We know every day that the laws that protect workers’ health and safety are meaningless unless they are enforced.   That is why we keep fighting.  So this April 28th yes we mourn for the dead, but we will rededicate ourselves to continue to fight for the living and keep our members safe on the job.

 

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Neo-Liberals Are Not the Answer to Growing Populism https://www.usw.ca/news/media-centre/articles/2019/neo-liberals-not-the-answer-to-populism Thu, 28 Mar 2019 13:03:31 -0500 https://www.usw.ca/news/media-centre/articles/2019/neo-liberals-not-the-answer-to-populism Remarks by USW National Director Ken Neumann at the Broadbent Institute Progress Summit, March 28, 2019.

Thank you.

My name is Ken Neumann. I’m the National Director of the United Steelworkers.

The Abacus Data polling results concretely show that the affordability gap in Canada is increasing.

It clearly shows that Canadians are increasingly anxious about their economic wellbeing. This should not be a surprise to anyone here.

Housing is becoming less affordable. Transportation and auto insurance, prescription medications, tuition for colleges and universities – all are getting more expensive.

People understand that they are falling further and further behind.

And they recognize that their children will be in even more trouble.

This data shows in graphic detail what we all know: Canadians are getting increasingly worried about their financial situation.

In fact, 74% of these Canadians tell us their income is not enough to even cover their “day-to-day” expenses.

This anxiety is real.

This lack of affordability is real.

The decline in living standards is real.

The deep concern people have for their children’s future is real.

The impacts are real, they are profound, and they are heartbreaking.

What we have documented is the subjective, personal impact of the changing economic reality in this country. The real, lived experience of everyday Canadians.

However, we should not be framing this as an “affordability crisis.”

By doing so, we solely focus on the symptom – the economic bind on individuals – rather than the conditions that create this bind.

Focusing on the symptom fails to identify the culprit. It fails to identify why Canadian workers and families are struggling economically, even when the economy is actually growing.

By focusing on an “affordability crisis,” we suggest the solutions are to be found in the situation facing the family under pressure. This often obscures any search for a real cause.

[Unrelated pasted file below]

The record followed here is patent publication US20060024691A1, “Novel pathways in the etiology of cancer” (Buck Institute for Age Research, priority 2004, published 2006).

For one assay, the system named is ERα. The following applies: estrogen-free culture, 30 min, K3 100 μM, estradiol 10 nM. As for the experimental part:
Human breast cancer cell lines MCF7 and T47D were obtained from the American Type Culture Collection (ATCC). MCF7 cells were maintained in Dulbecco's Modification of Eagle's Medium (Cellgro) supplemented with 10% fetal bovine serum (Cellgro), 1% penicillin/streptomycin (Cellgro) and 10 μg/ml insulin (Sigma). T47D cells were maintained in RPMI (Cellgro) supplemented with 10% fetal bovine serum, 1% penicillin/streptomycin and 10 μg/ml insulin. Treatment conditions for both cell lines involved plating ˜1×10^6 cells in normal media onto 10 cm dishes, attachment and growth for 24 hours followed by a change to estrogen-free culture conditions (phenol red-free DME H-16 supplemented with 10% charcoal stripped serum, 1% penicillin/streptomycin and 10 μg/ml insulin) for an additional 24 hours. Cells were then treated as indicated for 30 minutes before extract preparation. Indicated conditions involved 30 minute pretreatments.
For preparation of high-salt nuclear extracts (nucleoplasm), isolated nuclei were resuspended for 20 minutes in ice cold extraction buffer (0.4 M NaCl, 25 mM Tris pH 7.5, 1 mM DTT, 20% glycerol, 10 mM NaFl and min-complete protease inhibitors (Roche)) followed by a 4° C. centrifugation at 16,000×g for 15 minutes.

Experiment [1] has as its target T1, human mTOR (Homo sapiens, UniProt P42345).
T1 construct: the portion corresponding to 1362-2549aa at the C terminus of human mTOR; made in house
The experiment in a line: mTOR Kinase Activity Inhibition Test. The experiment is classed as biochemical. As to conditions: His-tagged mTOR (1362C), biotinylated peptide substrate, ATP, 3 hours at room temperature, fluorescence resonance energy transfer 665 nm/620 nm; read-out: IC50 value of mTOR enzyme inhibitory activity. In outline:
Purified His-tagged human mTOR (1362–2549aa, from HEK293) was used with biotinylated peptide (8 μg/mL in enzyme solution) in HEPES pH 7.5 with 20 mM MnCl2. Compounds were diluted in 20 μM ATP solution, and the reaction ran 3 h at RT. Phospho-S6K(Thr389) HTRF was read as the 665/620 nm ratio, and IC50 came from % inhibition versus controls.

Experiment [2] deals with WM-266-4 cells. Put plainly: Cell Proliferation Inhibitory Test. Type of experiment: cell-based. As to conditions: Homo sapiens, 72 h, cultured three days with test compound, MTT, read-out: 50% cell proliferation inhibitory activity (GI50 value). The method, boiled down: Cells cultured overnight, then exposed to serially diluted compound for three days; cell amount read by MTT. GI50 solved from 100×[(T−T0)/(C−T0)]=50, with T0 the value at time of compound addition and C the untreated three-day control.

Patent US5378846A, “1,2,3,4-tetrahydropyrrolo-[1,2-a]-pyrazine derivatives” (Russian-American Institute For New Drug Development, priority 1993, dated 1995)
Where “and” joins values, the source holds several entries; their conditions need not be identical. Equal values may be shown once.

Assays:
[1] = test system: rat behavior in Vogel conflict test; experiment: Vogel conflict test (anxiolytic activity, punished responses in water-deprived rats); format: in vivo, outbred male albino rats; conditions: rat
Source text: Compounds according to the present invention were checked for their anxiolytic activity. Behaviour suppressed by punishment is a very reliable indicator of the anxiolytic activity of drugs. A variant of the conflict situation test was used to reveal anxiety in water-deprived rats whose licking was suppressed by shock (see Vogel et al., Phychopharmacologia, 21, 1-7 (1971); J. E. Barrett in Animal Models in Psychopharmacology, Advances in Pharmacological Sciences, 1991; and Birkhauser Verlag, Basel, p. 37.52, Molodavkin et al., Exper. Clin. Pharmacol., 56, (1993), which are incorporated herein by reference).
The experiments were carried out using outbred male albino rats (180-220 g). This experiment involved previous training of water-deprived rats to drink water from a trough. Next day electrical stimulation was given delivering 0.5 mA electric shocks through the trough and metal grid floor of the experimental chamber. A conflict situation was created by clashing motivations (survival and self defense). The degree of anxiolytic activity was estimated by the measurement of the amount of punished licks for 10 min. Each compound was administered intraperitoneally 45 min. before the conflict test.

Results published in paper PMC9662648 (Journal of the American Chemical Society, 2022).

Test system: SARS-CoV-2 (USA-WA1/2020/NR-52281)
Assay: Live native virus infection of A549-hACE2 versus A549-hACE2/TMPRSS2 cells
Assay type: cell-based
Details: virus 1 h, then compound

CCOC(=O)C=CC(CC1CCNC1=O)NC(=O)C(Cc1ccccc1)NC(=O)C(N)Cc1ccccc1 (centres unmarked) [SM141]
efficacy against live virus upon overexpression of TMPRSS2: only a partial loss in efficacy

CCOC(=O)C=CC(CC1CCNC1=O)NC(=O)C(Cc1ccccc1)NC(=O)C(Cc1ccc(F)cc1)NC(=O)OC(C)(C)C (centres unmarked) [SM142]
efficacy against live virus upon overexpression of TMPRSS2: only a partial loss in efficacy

This approach would lead us to fine-tune the specific situation of individual families, rather than understand that the situation is created by economic forces that are not natural, but human-made and based on government decisions.

The real frame, of course, is growing inequality.

If we are interested in more than the ‘psychology of economic decline,’ we should NOT be talking about affordability.

We should rather be talking about inequality and wage stagnation.

We all know that inequality in Canada has been increasing for decades.

The average Canadian CEO today makes 197 times the wage of the average worker. 

Yet for years, real wages in Canada have completely stagnated.

Growing inequality is structural and severe: Canada’s 87 richest families own more than the lowest-earning 12 million Canadians – combined!

But the problem is not just the wealthiest one percent. Inequality is a much broader problem than that.

While real wages have stayed flat, the return on capital has been increasing rapidly.

So, real estate prices, spurred on by greater wealth and more and more speculation, continue to spiral upwards in Canada’s largest cities, while more and more workers simply cannot afford to buy their first house, or pay the rent.

Wages for Canadian workers no longer provide the security they once did.

Traditionally, wages are in virtual lock-step with productivity.

That makes sense. As labour produces more value, workers get a comparable share of the value.

However, this is no longer true today. 

Throughout most of modern times, Canadian productivity has increased at a relatively stable pace. This is true right up to today.

However, in recent decades real wages have stagnated and have not even come close to following productivity increases.

The inevitable structural result is what we see now: affordability problems at the individual level.

And the real problem with framing the issue as an “affordability” gap is that it doesn’t suggest the solution – a way forward.

It provides no real solutions for those analyzing the problem.

And no constructive way forward for those living the reality of this problem.

As the Abacus data shows, many Canadians believe the solution to their affordability problem is lower taxes.

Lowering taxes is NOT a solution. Rather, it intensifies many of the affordability problems across society.

If we look through a glass darkly at the data, we can see that Canadians already sense the problem is not simply “affordability,” but involves profound inequality.

An overwhelming 80% of Canadians believe “the people at the top are making more and more, and everyone else is just struggling to get by.

And, 71% say that inequality – the gap between them and the 1% – is getting ‘worse’ or ‘much worse.’